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    Not to Mention a Muddled Mix of Metaphors

    bodeclown.jpgQuote:  “Torino’s Olympics, a topsy-turvy mix of marvels and misadventures…” USA Today

    Figure of Speechalliteration, the figure of picked pickled peppers.  Also known (among a very few rhetoricians) as paroemion (par OH mee on).

    Why did Figaro wait to do this figure, after 148 entries ranging from accismus to yogiism? Well, for one thing, you presumably already know it.  For another, alliteration is the clumsiest, laziest figure of all, and an unfortunate favorite of under-caffeinated headline writers.

    The USA Today reporter, suffering from jet lag and over-hyped American athletes, resorts to alliteration (“mix of marvels and misadventures”) in a frantic attempt to warm up a chilly extravaganza that few Americans watched.

    Snappy Answer:  “Say that five times fast.”

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    Reader Comments (3)

    I usually agree with you, but I can't get on board with your wholesale derision of alliteration. I believe that alliteration is a pun at the level of the sentence, perhaps with better or worse results, but certainly not always bad ones. In short, good alliteration is not "laziness," but careful crafting. Alliteration can help move the reader along in the text, convey the importance of specific ideas, make a text more interesting, and help the reader to remember key ideas. Certainly there are puns that are childish,
    but there are puns that give pleasure and pass as wit too. I believe that Hugh Blair approves of alliteration, why are you so grumpy about it, Figaro?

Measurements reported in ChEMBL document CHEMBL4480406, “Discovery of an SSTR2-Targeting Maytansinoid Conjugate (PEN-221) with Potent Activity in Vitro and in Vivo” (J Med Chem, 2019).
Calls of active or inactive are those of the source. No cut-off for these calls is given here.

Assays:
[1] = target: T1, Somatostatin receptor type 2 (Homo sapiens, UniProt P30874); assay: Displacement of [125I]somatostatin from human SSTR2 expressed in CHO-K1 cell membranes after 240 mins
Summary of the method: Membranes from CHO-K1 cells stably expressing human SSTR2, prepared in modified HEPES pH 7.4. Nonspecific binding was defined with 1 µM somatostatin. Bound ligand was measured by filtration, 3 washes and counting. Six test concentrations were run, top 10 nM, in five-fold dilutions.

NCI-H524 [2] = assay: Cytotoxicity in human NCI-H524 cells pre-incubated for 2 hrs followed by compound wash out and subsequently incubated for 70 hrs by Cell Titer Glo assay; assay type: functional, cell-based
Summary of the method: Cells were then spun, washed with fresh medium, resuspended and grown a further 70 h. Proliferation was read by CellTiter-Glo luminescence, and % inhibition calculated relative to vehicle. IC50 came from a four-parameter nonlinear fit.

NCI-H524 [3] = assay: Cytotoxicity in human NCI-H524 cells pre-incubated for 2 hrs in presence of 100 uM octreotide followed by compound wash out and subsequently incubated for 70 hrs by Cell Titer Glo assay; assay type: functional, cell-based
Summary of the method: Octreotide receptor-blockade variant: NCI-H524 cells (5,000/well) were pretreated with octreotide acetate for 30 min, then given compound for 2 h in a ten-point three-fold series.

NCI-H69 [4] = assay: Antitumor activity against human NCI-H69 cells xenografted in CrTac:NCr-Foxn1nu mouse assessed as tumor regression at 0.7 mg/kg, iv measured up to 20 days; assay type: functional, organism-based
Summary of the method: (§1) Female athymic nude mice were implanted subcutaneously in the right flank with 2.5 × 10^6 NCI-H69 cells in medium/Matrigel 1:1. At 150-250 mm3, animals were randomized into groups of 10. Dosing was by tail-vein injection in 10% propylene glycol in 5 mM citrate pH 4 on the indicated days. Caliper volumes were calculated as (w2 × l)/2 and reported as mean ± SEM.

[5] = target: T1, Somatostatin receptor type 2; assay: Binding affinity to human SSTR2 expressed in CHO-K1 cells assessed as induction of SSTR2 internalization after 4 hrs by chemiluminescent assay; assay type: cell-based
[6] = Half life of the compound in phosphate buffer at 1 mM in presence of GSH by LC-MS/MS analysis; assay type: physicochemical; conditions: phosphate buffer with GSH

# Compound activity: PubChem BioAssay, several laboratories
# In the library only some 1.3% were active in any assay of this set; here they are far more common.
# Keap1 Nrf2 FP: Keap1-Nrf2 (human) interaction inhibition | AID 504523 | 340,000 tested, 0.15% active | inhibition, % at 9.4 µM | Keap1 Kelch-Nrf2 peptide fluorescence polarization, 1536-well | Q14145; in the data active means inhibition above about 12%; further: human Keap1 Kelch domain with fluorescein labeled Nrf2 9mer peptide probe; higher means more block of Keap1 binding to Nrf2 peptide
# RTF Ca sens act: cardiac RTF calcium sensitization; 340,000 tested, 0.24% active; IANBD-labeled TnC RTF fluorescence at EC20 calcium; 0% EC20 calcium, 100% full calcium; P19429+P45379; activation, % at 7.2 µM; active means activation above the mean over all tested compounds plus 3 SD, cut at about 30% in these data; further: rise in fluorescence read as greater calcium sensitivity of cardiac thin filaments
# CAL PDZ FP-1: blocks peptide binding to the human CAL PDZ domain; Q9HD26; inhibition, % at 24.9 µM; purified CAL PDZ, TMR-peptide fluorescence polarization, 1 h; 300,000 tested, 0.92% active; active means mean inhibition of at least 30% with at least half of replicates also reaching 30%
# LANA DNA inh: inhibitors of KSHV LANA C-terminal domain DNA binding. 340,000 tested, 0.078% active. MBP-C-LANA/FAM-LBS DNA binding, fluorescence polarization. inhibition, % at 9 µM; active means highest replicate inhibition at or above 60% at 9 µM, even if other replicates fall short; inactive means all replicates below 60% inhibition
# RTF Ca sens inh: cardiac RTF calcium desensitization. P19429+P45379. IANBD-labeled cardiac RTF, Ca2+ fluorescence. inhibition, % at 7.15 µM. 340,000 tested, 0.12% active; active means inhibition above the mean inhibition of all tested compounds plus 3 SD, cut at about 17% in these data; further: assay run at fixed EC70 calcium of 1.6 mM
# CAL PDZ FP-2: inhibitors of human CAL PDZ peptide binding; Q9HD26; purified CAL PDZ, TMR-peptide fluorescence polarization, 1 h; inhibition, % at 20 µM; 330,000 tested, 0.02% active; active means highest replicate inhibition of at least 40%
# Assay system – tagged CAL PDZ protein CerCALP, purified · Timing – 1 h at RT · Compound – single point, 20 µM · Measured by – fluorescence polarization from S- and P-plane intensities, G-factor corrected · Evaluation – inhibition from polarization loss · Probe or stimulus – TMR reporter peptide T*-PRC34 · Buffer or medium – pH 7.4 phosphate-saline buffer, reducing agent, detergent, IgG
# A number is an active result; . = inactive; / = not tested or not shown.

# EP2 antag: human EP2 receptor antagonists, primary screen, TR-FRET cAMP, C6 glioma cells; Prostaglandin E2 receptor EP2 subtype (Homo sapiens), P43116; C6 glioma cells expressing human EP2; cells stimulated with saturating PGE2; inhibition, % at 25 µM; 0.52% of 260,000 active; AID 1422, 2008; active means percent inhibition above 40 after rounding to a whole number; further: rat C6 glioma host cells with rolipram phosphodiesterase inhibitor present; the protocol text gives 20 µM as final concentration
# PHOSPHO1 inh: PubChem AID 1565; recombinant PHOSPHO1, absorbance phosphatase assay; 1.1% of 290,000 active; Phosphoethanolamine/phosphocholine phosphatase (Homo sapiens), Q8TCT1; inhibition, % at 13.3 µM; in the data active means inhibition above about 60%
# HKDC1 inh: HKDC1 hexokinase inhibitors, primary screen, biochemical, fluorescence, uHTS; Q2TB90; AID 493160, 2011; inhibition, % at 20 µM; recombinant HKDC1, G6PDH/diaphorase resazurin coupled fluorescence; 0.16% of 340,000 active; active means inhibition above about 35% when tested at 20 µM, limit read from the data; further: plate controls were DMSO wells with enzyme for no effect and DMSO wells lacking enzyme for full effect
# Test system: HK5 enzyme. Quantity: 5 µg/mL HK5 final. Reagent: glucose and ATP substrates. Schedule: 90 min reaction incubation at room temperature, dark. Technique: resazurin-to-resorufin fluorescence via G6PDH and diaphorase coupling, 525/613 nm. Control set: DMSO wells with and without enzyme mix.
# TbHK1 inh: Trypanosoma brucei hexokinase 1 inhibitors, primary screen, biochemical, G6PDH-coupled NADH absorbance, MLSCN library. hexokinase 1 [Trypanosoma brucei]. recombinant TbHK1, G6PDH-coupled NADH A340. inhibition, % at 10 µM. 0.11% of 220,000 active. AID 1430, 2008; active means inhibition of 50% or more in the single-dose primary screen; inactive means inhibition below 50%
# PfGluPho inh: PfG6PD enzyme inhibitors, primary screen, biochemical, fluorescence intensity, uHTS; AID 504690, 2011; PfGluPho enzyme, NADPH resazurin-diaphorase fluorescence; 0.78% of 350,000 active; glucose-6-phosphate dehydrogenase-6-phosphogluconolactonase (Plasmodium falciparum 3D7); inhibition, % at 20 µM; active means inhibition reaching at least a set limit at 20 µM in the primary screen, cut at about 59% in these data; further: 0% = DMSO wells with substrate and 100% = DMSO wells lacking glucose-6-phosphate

March 1, 2006 | Unregistered Commenterjen
    We probably overdid it, Jennifer, but alliteration is overused as a figure, and it gets in the way of a sentence more often than not. If it gives pleasure, though, Figaro is all for it.

    Puns are something different: if they're done right, they sound a two-note cord allowing ironic oscillation (to coin an alliteration) between two meanings. Figaro is a big fan of puns, as his beleaguered children will tell you.

    As for Hugh Blair, we believe he was partly responsible for rhetoric's downfall; he took it even farther from his political origins and helped smuggle it into belle lettres. Alliteration is one example; one rarely hears it in oral speech, outside of an occasional loopy vice president. (Remember Agnew's "Nattering nabobs of negativism"?)

    March 1, 2006 | Registered CommenterFigaro
    I concur in part and dissent in part with this one. Overused alliteration does make you sound like a hack high-school poet, on the other hand, used well, it can be very powerful.

    In speech, especially it can add to the strong rythm that the best speakers develop, used sparingly, it can add punch and drive to what might otherwise be a slow-moving passage. I think that especially paired with parallell structure it can be effective, if used carefully and sparingly (or should that be sparsely and sparingly?)
    November 28, 2006 | Unregistered CommenterWintermute

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